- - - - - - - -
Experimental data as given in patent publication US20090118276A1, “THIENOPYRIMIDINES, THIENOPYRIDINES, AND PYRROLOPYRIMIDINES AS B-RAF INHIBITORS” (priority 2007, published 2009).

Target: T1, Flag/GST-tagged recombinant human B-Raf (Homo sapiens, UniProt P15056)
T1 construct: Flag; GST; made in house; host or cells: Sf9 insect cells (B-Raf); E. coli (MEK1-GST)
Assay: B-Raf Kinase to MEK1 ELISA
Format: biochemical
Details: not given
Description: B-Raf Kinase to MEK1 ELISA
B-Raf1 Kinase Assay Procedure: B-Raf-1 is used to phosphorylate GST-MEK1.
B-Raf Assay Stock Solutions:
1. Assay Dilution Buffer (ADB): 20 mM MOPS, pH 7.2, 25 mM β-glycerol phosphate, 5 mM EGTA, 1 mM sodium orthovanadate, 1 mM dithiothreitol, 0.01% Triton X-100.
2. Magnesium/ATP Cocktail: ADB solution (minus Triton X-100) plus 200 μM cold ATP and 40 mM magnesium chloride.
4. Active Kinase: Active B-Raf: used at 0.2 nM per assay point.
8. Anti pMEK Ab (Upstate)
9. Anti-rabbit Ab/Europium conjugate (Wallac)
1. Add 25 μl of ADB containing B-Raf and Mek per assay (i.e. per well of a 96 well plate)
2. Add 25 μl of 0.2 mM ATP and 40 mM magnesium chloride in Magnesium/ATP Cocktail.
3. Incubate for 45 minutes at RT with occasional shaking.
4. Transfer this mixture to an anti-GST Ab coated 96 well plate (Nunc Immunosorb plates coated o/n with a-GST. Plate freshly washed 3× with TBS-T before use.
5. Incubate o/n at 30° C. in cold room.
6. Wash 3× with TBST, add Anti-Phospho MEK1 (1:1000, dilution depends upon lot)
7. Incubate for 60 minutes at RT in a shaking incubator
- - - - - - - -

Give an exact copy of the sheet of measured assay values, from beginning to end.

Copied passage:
Experimental data as given in patent publication US20090118276A1, “THIENOPYRIMIDINES, THIENOPYRIDINES, AND PYRROLOPYRIMIDINES AS B-RAF INHIBITORS” (priority 2007, published 2009).

Target: T1, Flag/GST-tagged recombinant human B-Raf (Homo sapiens, UniProt P15056)
T1 construct: Flag; GST; made in house; host or cells: Sf9 insect cells (B-Raf); E. coli (MEK1-GST)
Assay: B-Raf Kinase to MEK1 ELISA
Format: biochemical
Details: not given
Description: B-Raf Kinase to MEK1 ELISA
B-Raf1 Kinase Assay Procedure: B-Raf-1 is used to phosphorylate GST-MEK1.
B-Raf Assay Stock Solutions:
1. Assay Dilution Buffer (ADB): 20 mM MOPS, pH 7.2, 25 mM β-glycerol phosphate, 5 mM EGTA, 1 mM sodium orthovanadate, 1 mM dithiothreitol, 0.01% Triton X-100.
2. Magnesium/ATP Cocktail: ADB solution (minus Triton X-100) plus 200 μM cold ATP and 40 mM magnesium chloride.
4. Active Kinase: Active B-Raf: used at 0.2 nM per assay point.
8. Anti pMEK Ab (Upstate)
9. Anti-rabbit Ab/Europium conjugate (Wallac)
1. Add 25 μl of ADB containing B-Raf and Mek per assay (i.e. per well of a 96 well plate)
2. Add 25 μl of 0.2 mM ATP and 40 mM magnesium chloride in Magnesium/ATP Cocktail.
3. Incubate for 45 minutes at RT with occasional shaking.
4. Transfer this mixture to an anti-GST Ab coated 96 well plate (Nunc Immunosorb plates coated o/n with a-GST. Plate freshly washed 3× with TBS-T before use.
5. Incubate o/n at 30° C. in cold room.
6. Wash 3× with TBST, add Anti-Phospho MEK1 (1:1000, dilution depends upon lot)
7. Incubate for 60 minutes at RT in a shaking incubator